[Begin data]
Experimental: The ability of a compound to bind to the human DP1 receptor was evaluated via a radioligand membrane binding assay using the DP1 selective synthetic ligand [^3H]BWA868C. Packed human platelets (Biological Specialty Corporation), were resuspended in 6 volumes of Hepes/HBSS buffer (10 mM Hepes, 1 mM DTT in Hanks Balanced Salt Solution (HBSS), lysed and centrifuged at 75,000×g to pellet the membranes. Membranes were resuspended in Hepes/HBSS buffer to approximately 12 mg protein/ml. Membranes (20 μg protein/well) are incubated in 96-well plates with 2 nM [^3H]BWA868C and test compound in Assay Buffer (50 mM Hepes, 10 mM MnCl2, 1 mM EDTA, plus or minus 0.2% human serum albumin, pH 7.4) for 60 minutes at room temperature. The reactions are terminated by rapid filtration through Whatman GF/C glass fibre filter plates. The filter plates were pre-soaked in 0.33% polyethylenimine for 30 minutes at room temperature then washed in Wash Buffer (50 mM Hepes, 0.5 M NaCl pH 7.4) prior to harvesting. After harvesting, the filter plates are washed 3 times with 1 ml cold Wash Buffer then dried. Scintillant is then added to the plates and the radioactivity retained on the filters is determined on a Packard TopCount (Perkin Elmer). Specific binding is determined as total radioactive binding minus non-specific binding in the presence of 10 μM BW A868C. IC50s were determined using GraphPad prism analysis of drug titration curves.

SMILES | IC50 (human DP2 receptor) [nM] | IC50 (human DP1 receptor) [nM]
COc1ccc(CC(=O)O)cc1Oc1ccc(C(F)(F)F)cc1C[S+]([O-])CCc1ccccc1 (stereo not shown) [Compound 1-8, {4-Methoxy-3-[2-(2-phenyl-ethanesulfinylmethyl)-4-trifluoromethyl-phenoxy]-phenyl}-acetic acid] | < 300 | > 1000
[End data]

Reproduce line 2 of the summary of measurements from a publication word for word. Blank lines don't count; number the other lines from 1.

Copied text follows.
SMILES | IC50 (human DP2 receptor) [nM] | IC50 (human DP1 receptor) [nM]